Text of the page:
Wunderling won’t blow you away with its presentation, but it’s got one heck of an ability to keep you coming back for more.
Developers: Retroid Interactive
Publishers: Retroid Interactive
Platforms: Nintendo Switch (reviewed), PC
Release Date: March 5, 2020
Don’t you just love underdog stories? Like, sure, they’re one of the more rampant cliches you’ll find out there, but that doesn’t take away from how endlessly charming they can be. When executed to their best, it’s irresistible. If you’re one of those ivory-tower chumps living the frontrunner life, then honestly all I can say is that you’re the epitome of wack and don’t deserve any credence for your opinions. I’m 95 percent joking, of course.
But in all seriousness, it’s my love for the underdog story that somewhat piqued my interest in Wunderling, a puzzle-platformer where you play as a low-level that has just gained the ability to jump. With this newfound power, it is your job to chase after the elusive hero Carrot Man. Basically, just imagine if you were a Boomba being tasked with stopping Mario. In many ways, it’s a simple concept, but the game has enough gimmicks and ideas to make it something that occasionally reminds you of other great platformers you’ve played before. Even if it runs into a few speed bumps along the way, Wunderling is a treat.
When you break it down, the core gameplay of Wunderling revolves around trial and error. As a low-level goon, you can’t stop yourself from walking in a certain direction. At first, the main mechanic you’ll have to master is the revolutionary power of jumping. Once you make contact with a wall, your minion creature starts walking in the opposite direction. It sounds easy, right? Well, for the most part, it is, except that you’ll also have to eat little yellow pellets along the way because, without them, your meager body will explode.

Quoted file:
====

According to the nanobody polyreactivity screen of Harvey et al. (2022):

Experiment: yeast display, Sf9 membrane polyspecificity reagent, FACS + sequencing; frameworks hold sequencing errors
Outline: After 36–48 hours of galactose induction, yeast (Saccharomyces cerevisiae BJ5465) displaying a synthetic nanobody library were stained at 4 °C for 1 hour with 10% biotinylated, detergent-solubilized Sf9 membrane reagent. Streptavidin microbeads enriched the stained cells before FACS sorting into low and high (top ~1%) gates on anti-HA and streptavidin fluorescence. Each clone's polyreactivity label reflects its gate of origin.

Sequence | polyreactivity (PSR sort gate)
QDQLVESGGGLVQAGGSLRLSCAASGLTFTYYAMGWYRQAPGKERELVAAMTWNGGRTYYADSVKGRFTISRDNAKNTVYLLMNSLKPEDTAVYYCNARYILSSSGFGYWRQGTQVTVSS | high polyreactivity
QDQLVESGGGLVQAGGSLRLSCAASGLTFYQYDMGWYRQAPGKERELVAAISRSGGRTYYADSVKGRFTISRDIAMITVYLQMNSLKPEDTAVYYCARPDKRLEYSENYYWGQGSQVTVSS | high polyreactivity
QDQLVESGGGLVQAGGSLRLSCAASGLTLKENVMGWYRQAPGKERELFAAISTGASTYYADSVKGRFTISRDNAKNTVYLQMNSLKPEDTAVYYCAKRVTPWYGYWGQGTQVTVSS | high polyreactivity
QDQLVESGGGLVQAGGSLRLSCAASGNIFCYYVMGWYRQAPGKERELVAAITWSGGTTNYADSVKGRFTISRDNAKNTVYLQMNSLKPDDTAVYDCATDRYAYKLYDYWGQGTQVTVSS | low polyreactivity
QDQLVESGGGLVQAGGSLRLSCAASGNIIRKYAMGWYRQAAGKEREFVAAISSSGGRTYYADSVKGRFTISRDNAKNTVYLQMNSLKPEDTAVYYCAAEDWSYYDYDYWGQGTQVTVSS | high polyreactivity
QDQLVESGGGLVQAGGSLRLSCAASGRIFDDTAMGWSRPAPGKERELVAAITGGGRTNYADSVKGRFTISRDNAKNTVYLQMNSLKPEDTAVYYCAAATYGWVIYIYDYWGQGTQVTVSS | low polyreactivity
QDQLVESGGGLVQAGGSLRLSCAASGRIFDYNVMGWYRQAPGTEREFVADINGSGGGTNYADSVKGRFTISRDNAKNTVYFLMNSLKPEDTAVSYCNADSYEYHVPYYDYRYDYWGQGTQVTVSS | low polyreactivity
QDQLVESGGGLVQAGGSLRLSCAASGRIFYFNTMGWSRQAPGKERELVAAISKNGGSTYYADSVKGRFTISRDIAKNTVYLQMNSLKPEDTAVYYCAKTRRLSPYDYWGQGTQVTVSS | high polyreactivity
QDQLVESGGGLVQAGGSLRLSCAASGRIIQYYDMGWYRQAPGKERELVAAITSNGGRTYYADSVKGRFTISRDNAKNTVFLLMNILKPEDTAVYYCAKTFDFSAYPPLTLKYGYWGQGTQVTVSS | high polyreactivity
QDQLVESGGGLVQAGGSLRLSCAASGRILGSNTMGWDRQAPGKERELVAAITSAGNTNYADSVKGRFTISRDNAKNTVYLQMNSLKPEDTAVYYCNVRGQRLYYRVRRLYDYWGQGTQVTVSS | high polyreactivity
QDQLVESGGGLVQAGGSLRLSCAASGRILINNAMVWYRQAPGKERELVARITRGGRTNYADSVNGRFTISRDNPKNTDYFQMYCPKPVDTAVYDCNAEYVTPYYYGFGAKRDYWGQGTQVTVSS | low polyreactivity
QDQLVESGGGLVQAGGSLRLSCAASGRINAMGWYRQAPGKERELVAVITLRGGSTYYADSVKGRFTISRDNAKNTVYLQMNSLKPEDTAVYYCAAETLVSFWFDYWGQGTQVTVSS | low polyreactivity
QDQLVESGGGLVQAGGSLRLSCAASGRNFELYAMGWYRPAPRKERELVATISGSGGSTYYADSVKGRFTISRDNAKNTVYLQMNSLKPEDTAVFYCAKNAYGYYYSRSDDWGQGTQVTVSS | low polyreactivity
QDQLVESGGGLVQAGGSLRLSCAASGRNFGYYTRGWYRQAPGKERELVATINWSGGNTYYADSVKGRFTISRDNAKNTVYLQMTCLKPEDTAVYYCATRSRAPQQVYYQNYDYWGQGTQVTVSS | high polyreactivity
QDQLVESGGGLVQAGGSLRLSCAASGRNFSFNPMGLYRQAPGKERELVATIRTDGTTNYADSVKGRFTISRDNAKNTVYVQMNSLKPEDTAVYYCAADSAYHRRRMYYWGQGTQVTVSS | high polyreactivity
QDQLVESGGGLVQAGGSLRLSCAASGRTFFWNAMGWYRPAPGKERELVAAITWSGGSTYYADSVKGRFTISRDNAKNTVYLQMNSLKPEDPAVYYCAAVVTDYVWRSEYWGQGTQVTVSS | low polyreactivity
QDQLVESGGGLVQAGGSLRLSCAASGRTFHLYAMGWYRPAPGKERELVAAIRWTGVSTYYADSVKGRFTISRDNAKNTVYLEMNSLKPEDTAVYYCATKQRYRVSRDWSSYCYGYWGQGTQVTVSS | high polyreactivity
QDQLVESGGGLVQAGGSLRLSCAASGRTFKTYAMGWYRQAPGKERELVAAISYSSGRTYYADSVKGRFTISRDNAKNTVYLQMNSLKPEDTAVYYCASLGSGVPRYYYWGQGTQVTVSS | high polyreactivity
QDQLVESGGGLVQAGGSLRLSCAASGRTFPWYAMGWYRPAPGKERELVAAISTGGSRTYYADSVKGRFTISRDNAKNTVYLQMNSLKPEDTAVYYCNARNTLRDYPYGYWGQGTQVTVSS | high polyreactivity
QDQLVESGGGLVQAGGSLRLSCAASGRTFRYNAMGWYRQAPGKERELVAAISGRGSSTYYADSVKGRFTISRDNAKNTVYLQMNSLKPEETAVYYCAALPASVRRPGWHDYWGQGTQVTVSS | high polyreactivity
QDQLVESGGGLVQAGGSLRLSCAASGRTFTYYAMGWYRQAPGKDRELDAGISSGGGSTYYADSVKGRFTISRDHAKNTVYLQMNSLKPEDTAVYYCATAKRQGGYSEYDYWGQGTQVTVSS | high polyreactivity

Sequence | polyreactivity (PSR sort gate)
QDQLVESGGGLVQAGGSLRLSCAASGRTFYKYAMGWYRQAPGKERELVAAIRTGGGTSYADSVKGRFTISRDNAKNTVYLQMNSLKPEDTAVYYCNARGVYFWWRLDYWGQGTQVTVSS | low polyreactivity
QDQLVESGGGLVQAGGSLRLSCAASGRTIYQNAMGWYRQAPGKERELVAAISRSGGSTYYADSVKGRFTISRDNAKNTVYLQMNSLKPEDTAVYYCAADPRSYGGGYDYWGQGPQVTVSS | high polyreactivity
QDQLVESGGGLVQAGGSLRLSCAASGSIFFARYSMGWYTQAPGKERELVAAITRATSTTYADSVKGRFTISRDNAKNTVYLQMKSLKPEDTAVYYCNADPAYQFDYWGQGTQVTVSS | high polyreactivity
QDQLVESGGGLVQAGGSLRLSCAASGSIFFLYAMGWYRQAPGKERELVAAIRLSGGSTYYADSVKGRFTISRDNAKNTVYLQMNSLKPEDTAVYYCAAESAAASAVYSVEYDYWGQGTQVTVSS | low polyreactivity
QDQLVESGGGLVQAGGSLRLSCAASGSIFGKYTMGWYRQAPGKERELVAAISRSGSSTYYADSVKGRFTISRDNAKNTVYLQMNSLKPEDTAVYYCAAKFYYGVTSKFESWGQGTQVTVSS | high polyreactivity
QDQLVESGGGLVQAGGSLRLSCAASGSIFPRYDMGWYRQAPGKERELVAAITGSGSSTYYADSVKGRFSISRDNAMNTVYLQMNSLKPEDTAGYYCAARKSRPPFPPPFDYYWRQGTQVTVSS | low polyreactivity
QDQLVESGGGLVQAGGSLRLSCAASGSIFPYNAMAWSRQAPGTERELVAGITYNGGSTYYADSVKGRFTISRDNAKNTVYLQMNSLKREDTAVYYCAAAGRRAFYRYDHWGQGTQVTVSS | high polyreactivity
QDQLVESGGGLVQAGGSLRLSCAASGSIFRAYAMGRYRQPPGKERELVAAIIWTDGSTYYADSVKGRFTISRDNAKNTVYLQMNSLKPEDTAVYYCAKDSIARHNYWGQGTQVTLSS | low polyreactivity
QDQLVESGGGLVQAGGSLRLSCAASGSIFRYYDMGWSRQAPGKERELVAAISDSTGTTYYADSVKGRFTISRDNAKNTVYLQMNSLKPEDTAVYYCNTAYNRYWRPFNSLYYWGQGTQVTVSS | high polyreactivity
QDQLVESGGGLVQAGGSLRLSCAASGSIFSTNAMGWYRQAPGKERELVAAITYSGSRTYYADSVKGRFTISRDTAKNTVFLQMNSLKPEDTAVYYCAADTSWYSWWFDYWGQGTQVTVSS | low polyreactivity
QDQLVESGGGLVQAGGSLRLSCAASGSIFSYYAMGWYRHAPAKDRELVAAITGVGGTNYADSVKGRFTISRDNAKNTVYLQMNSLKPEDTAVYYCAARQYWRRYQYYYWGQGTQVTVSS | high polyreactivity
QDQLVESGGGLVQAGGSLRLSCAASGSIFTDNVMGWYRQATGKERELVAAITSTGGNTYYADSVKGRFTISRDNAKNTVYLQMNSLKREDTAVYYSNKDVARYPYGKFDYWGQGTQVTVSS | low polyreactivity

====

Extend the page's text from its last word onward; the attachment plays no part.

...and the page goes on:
Don’t worry! This implosion isn’t overly violent or anything (it’s actually kind of funny to see this little fool helplessly explode), but that’s where the puzzle factor starts to come into play. Often times, you’ll have to manage when you want to collect the pellets in order to maximize the amount of time you’re alive. Of course, the longer you progress the more power-ups will be introduced. The queen leader, out of frustration, will bestow powers upon you like a temporary speed boost and wall jumping — all of which make for a litany of possible level mechanics that keep things fresh.
Gaining different powers is another highlight of the game, and there were several times when it reminded me, ever so slightly, of other games I’d played before. As a whole, it reminds me of the mobile Rayman games, with the speed boosts making me feel the rush of Sonic, and the brief moments when you can fly being akin to Flappy Bird. The lattermost of those comparisons might illicit some nightmarish memories for some, but I promise it was just the first thing that popped into my head and not an indictment on the game itself. Perhaps concluding by saying there’s also a Metroidvania element with Wunderling as you go back to previous levels in an effort to make unlocking everything a bit easier will ease all of your minds (seriously though, remember Flappy Bird?)